Rob Douglas: Dear Joe: Bring the kids
January 9, 2014
This week, the Steamboat Today published a letter to the editor headlined "Still kid friendly?"
After announcing that his family will bring their three young children to Steamboat Springs this year for the first of many annual family ski vacations, the letter's author, Joe Mattingly, of Houston, threatened to boycott Steamboat in the future if there's an increased presence of marijuana in public places.
In Mattingly's words: "For me, the presence of marijuana in public areas will be a major factor. Steamboat has a very strong reputation as a place to take kids amongst many here in Houston. An increase in the presence of marijuana in public places will impact that view."
Mattingly also made it known that if he decides to boycott Steamboat in future years, local businesses would lose the more than $35,000 he estimates his group of five families will spend and that he could be influential in keeping other Texans from coming to Steamboat.
"I am around many young affluent people in Houston, and we often discuss the best ski destinations," Mattingly wrote. "Next year, the general conversation will almost assuredly include any noticeable changes in the pot situation."
Mattingly signed off with, "Just thought some in Steamboat might be interested in my perspective."
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As my natural proclivity is toward the fairer sex, I hope this is the closest I'll ever come to writing a "Dear John" letter.
You're correct. In addition to being known as Ski Town USA, Steamboat Springs is famous for its family-friendly atmosphere. Like everyone who comes to Steamboat, your group will be greeted warmly and your kids are going to have an amazing time.
Joe, I admit that when I read your letter I was tempted to write a snarky column. By threatening to take $35,000 in vacation spending someplace else if you detect "an increase in the presence of marijuana in public places," you rubbed some folks — myself included — the wrong way.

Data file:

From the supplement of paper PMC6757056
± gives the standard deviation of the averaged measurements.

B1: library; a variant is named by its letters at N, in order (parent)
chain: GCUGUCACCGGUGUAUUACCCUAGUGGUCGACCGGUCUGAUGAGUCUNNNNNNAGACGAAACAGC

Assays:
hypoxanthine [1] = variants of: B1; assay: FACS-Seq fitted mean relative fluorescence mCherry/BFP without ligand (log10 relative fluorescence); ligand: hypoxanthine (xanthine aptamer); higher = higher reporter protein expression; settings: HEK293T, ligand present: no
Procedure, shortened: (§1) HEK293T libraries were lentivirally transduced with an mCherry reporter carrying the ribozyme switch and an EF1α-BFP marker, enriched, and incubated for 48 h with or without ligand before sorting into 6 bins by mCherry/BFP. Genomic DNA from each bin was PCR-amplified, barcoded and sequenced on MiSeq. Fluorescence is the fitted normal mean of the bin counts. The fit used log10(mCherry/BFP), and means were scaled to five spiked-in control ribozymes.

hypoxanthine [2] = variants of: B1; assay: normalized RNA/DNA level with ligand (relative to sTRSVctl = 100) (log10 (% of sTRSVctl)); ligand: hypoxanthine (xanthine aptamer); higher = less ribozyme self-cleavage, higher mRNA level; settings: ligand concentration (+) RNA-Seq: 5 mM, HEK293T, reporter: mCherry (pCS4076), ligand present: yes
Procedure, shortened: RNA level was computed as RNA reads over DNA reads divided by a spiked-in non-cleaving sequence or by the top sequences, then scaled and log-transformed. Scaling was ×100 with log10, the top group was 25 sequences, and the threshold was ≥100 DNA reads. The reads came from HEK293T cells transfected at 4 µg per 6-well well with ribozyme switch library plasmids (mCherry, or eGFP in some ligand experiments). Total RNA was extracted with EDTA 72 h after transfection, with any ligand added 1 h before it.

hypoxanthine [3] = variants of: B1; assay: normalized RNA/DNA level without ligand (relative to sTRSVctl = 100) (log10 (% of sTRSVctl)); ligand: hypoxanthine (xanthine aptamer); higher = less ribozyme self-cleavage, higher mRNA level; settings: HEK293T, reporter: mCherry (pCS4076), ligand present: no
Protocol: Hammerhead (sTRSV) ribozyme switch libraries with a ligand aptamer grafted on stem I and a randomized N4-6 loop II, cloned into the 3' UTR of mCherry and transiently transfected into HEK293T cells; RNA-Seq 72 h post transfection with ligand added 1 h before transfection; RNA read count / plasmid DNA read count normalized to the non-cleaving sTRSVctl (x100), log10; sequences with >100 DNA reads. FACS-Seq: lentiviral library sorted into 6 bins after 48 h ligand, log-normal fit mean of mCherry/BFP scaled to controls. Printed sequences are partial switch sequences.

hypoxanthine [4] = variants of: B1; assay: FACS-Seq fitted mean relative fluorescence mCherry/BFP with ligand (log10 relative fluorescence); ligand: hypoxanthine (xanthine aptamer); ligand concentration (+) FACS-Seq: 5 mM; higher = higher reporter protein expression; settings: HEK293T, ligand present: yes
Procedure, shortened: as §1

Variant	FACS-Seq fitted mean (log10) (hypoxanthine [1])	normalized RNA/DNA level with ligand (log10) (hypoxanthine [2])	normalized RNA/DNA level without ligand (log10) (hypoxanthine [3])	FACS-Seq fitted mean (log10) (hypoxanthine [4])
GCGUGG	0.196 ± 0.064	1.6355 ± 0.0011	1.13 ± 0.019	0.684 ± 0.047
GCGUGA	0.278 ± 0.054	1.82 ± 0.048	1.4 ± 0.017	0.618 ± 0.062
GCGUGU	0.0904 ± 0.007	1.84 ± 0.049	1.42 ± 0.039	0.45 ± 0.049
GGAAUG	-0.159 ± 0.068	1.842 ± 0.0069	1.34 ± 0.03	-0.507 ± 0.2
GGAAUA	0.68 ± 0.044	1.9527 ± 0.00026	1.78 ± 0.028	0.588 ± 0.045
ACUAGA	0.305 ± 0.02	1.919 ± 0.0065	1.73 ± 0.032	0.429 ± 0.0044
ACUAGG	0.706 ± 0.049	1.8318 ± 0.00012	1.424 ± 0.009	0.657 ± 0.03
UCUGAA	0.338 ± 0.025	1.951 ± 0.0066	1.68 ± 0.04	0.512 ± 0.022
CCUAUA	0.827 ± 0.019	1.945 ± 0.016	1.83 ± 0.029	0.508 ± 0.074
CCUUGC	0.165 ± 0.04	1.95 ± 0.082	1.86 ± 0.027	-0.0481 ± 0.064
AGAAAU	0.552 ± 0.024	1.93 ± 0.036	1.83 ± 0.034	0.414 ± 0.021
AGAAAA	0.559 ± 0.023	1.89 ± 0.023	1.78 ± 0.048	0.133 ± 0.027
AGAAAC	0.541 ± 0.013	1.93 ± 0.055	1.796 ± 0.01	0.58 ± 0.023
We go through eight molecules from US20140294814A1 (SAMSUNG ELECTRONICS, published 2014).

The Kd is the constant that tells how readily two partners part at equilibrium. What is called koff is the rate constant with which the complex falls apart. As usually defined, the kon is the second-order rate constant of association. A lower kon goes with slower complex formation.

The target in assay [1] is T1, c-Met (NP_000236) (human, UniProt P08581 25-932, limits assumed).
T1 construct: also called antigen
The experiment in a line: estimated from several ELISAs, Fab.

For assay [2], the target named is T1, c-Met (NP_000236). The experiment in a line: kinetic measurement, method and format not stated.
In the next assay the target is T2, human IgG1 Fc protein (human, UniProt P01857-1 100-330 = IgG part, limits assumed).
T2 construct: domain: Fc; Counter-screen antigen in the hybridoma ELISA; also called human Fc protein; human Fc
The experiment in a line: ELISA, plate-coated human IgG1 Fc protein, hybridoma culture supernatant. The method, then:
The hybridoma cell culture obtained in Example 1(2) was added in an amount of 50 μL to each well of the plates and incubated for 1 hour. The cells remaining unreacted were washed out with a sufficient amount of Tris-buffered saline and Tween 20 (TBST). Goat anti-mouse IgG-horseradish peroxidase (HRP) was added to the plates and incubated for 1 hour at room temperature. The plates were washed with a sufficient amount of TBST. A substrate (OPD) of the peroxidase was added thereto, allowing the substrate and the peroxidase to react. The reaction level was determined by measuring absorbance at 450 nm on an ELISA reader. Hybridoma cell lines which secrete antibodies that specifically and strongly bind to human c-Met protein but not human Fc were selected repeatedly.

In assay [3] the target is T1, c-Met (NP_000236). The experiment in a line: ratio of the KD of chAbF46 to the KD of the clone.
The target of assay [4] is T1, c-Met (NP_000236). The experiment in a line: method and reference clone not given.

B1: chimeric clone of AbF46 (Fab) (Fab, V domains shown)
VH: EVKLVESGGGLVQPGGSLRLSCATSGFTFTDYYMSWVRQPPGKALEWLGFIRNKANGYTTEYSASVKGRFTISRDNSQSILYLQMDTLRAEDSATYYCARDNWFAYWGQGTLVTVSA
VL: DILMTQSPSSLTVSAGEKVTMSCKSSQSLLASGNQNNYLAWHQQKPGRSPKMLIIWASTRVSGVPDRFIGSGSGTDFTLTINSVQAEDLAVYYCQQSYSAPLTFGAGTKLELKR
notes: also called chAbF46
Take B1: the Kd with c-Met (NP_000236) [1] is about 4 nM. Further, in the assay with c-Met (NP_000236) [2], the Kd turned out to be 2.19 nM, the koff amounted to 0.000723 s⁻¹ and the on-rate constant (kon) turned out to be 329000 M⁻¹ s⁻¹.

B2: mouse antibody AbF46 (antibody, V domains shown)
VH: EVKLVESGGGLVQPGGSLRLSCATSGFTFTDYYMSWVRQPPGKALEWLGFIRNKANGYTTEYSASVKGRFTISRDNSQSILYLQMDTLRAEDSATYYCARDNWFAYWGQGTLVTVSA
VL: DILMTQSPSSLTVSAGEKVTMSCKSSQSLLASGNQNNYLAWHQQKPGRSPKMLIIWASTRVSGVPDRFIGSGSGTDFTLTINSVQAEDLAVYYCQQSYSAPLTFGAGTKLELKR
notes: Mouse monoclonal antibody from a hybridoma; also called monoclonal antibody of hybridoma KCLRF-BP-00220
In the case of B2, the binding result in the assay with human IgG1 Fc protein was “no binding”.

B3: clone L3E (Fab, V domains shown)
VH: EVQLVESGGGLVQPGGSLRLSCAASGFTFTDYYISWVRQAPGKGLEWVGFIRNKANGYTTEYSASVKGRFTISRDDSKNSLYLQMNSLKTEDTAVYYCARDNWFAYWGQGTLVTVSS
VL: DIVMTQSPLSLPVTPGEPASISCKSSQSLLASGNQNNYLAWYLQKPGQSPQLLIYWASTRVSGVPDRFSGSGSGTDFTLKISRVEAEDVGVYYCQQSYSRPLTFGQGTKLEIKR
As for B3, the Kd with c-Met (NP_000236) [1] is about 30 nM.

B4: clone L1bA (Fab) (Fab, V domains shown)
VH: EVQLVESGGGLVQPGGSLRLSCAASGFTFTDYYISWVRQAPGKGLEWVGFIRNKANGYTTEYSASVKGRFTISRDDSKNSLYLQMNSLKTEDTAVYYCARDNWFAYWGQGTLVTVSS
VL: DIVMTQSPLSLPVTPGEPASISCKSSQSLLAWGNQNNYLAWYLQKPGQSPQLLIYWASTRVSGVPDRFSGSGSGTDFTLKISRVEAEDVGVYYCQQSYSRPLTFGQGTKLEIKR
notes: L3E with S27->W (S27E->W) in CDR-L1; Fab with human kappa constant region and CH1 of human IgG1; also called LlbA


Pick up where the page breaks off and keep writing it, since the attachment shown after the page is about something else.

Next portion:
But instead of being flippant, I'll be serious.
Like many communities, the Great Recession hit Steamboat hard. Unlike most communities, many businesses in Steamboat rely on the revenue they derive from tourism. To be blunt, a lot of hardworking people in Steamboat lost their jobs or homes — sometimes both — when the economy tanked. More than a few are still struggling.
So let's turn now to marijuana.
Joe, for 20 years, I had a front row seat in the war on drugs.
Professionally, I saw many lives destroyed because elected officials enacted "zero tolerance" policies that criminalized the possession of even small amounts of drugs. I watched as judges sentenced young people convicted of possessing those drugs — including marijuana — to mandatory prison sentences that all but guaranteed those kids would never have a shot at a well-paying job because of the stigma attached to convicts and parolees.
Personally, every time I watched those sentencing hearings, the words running through my mind were, "There but for the grace of God go I."
So Joe, I'm proud that the Steamboat Springs City Council listened to the voters and placed Steamboat in the vanguard of communities across Colorado that are trying a different approach when it comes to at least one drug — marijuana. If the result is a few more folks with the whiff of pot about them, or a group of folks discussing where to legally buy marijuana, Steamboat will still be the same wonderful town it's always been.
Joe, I hope you and your group have a great time while you're visiting one of the most beautiful and welcoming communities in America. With luck, you'll be here when all of Steamboat turns out to send our Winter Olympians off to Sochi, Russia. Your kids will love seeing the Olympians.
Most of all, I hope your family comes back for many years and a Steamboat ski vacation becomes a Mattingly family tradition.
That's my perspective, Joe. Please share it in Texas.
To reach Rob Douglas, email rdouglas@SteamboatToday.com